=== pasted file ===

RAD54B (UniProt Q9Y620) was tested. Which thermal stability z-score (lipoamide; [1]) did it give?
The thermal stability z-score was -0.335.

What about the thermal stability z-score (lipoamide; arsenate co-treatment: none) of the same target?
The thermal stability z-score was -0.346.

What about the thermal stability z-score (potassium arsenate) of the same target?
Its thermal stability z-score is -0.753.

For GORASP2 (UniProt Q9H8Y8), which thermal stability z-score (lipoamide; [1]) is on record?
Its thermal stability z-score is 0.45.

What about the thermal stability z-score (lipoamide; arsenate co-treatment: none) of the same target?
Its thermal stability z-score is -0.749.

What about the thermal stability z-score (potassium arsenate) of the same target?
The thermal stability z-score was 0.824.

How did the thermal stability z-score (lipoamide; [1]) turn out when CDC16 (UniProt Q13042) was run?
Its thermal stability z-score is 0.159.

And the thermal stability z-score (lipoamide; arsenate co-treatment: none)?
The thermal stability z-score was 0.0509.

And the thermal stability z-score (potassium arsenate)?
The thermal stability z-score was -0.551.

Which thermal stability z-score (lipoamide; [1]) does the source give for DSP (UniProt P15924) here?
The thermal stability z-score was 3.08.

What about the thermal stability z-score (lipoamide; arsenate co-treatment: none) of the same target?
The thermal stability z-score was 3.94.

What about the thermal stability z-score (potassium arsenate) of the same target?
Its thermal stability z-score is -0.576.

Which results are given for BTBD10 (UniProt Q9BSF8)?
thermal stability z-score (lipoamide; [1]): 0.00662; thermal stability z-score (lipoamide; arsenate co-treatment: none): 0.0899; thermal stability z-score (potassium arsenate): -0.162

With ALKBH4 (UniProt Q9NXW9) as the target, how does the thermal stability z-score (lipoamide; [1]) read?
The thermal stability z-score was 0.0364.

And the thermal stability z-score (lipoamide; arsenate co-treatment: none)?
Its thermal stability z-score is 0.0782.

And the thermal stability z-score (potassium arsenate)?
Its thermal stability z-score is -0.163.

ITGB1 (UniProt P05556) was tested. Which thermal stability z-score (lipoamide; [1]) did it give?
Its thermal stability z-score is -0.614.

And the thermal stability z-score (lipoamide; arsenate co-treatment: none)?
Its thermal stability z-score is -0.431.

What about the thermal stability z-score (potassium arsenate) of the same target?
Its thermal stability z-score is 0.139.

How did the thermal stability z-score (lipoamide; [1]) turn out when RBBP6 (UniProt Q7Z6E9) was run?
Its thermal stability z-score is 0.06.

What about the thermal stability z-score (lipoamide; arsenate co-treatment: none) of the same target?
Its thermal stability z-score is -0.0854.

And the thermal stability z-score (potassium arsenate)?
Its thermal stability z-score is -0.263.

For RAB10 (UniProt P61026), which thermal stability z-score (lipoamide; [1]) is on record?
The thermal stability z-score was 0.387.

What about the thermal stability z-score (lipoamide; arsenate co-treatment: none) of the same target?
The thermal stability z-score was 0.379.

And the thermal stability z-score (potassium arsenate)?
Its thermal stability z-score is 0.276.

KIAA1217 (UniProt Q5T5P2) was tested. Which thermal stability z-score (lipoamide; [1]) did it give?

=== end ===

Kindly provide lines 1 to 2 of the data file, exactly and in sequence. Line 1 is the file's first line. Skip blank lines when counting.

RAD54B (UniProt Q9Y620) was tested. Which thermal stability z-score (lipoamide; [1]) did it give?
The thermal stability z-score was -0.335.